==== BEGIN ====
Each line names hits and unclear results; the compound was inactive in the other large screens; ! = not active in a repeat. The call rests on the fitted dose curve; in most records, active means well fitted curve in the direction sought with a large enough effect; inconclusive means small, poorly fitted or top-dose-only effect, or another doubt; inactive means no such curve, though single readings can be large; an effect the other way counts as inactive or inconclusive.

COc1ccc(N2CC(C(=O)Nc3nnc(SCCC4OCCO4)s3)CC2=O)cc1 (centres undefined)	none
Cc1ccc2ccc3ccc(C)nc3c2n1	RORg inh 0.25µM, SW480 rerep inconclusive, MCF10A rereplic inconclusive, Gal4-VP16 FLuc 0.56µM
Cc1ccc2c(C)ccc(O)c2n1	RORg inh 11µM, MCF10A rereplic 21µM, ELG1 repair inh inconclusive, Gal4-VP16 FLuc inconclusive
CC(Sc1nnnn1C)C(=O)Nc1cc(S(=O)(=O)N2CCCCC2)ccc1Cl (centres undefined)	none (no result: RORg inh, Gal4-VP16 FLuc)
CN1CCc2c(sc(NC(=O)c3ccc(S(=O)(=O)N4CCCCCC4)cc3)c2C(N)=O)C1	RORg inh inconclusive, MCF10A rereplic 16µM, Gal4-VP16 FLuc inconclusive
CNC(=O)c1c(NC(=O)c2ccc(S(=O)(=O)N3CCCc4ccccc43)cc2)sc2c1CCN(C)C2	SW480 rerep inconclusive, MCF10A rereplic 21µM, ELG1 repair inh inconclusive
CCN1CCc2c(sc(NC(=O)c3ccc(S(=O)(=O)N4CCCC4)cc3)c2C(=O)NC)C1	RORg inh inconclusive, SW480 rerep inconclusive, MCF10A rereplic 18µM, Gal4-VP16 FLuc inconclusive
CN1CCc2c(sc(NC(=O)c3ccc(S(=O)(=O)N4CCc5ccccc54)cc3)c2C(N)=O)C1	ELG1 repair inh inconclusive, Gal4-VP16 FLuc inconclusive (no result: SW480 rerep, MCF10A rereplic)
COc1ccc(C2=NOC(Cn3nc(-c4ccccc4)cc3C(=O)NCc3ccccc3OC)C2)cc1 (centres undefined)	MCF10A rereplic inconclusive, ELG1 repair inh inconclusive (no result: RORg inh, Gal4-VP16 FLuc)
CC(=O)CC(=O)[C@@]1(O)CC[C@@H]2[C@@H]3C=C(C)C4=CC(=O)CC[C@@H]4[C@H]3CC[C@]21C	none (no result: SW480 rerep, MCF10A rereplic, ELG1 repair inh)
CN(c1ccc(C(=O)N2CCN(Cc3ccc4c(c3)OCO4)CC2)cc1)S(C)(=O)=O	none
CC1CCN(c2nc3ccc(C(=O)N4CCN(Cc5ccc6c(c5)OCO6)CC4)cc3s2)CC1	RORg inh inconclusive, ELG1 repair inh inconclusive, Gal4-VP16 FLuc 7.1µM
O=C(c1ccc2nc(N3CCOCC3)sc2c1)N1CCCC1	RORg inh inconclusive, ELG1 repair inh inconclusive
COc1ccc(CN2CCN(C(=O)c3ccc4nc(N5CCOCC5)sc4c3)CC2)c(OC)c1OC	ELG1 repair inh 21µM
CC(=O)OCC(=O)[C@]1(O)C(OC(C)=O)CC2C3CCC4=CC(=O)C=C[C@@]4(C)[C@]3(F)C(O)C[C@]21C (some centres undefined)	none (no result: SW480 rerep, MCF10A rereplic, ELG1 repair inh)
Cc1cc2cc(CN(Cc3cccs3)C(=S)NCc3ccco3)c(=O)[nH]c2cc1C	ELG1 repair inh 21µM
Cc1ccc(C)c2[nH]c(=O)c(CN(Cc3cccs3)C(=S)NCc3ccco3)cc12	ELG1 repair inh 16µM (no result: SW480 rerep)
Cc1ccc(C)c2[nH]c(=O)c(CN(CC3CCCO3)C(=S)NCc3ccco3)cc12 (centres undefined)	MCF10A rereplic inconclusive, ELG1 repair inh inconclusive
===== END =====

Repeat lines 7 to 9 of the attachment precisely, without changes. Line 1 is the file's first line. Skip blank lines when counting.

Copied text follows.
CNC(=O)c1c(NC(=O)c2ccc(S(=O)(=O)N3CCCc4ccccc43)cc2)sc2c1CCN(C)C2	SW480 rerep inconclusive, MCF10A rereplic 21µM, ELG1 repair inh inconclusive
CCN1CCc2c(sc(NC(=O)c3ccc(S(=O)(=O)N4CCCC4)cc3)c2C(=O)NC)C1	RORg inh inconclusive, SW480 rerep inconclusive, MCF10A rereplic 18µM, Gal4-VP16 FLuc inconclusive
CN1CCc2c(sc(NC(=O)c3ccc(S(=O)(=O)N4CCc5ccccc54)cc3)c2C(N)=O)C1	ELG1 repair inh inconclusive, Gal4-VP16 FLuc inconclusive (no result: SW480 rerep, MCF10A rereplic)